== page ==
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28 comments

@Victor
Victor commented

The earlier releases of Green Label were great. It is very good to hear that the recent release is also great.

Thanks for your review, @talexander.

6 months ago 0

@paddockjudge
paddockjudge commented

Very nice review for a very nice malt. @talexander thanks for sharing. I had a couple of pours from your bottle after Spirit of Toronto. This particular batch is a stunner. The bottle I opened on Easter weekend didn't stand a chance.

6 months ago 1Who liked this?

@talexander
talexander commented

Interestingly, Pam really didn't like it - which is funny as I thought it was right up her alley.

6 months ago 0

@BlueNote
BlueNote commented

@talexander I am almost down to the half waymark in my last bottle of the original release. I am very happy to hear that the current offering is just as good. BTW, is the newer one corked or capped?

6 months ago 0

@Ol_Jas
Ol_Jas commented

Does the label really say, unambiguously, that it's made from four malts—Talisker, Caol Ila, Linkwood and Cragganmore?

I have a vague memory of the phrasing being slippery enough to give them room to use pretty much whatever malts they want.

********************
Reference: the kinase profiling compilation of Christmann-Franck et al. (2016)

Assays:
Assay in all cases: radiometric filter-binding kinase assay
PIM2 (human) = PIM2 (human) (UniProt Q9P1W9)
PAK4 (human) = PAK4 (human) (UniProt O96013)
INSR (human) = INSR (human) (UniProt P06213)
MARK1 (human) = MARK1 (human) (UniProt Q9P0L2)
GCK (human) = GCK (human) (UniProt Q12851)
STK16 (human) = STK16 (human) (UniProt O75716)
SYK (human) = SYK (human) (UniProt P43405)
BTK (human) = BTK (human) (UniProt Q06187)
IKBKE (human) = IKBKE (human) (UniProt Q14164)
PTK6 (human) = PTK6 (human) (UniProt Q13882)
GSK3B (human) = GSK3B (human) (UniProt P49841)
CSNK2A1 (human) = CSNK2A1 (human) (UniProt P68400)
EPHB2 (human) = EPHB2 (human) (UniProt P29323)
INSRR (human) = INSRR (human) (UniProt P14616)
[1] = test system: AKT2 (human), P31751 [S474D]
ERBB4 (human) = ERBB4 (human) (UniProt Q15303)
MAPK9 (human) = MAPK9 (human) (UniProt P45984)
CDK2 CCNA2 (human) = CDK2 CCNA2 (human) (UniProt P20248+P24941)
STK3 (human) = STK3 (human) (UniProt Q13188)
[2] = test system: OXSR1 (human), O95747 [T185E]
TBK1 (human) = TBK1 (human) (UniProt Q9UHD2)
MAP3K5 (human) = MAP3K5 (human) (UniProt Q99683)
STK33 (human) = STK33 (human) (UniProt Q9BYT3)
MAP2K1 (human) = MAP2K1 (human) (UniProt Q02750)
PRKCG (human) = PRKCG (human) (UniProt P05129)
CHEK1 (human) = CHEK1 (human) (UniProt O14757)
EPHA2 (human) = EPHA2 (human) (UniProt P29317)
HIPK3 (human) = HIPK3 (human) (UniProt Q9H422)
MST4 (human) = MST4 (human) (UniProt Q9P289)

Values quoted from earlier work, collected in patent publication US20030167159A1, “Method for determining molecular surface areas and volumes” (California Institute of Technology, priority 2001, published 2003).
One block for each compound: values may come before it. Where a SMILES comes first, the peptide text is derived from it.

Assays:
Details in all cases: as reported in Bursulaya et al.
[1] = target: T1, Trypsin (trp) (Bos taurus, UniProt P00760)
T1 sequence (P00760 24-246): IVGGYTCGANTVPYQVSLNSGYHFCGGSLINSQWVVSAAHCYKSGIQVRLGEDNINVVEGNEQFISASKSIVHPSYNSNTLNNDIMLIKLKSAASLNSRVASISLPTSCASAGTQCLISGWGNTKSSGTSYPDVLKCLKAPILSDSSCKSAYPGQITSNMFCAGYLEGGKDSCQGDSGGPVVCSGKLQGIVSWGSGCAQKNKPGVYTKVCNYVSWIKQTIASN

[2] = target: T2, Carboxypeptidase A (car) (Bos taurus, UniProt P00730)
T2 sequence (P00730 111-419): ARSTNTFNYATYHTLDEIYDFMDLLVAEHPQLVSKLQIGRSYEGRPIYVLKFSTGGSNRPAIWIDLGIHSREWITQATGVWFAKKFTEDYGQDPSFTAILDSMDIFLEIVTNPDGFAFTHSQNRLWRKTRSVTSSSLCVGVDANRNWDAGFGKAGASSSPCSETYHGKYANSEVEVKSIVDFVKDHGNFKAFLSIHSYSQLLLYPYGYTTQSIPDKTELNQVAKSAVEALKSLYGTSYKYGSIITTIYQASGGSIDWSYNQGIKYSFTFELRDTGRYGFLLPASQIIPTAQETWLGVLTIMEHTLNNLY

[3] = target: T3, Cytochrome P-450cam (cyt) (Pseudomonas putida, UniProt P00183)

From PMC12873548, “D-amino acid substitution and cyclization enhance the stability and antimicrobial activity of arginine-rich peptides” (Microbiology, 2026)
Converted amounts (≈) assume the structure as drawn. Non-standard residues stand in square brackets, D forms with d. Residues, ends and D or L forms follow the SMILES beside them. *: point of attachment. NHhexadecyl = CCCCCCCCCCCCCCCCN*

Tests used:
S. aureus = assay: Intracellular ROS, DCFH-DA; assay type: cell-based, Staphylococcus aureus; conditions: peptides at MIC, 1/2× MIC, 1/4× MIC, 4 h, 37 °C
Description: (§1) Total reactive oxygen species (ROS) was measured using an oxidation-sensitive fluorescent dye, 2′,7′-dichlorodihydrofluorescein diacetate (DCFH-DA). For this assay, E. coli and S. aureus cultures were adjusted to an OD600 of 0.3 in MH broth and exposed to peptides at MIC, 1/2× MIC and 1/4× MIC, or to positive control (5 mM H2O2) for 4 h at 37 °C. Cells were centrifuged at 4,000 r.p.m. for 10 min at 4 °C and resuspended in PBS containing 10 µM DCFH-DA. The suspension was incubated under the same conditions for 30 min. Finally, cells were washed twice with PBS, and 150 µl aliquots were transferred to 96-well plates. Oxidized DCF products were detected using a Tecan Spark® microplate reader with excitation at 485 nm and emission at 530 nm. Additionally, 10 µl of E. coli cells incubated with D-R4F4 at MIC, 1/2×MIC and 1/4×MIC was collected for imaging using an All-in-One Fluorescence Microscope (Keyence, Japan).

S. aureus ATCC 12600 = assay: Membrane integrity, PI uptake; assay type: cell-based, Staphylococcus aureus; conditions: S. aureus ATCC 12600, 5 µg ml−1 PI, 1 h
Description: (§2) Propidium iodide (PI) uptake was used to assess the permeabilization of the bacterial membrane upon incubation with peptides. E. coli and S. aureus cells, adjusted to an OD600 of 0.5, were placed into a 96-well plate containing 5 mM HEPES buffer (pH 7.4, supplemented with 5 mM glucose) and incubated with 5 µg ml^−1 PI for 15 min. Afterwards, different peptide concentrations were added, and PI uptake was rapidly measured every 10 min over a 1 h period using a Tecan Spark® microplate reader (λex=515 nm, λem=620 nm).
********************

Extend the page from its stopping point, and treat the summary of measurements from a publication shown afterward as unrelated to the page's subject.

6 months ago 0

@talexander
talexander commented

@Ol_Jas The box is very unambiguous - it very clearly says those 4 malts make up the whisky.

6 months ago 1Who liked this?

@BlueNote
BlueNote commented

@talexander It would be nice to know the proportions of each of those malts. I suspect it is heaviest to the Cragganmore. I'm glad to hear that the bottle is corked. I had read back when it was first re released that they were capping the bottles.

6 months ago 0

@talexander
talexander commented

@BlueNote The cork is also not "real" cork - it's the more stable and environmentally-friendly "fake" cork. Also, nothing wrong with screw caps at all!

6 months ago 1Who liked this?

@Nozinan
Nozinan commented

@talexander

I disagree, cork makes a particular popping sound without which the whisky just doesn't taste as good wink

@BlueNote, I think, actually, that it would be more fun to buy the malts and try to recreate the blend, similar to @paddockjudge's Legacy work...

6 months ago 3Who liked this?

@Ol_Jas
Ol_Jas commented

I've noticed some Japanese bottles, especially, that have really nice screw caps that deliver a sense of substance & quality. I dig 'em.

6 months ago 0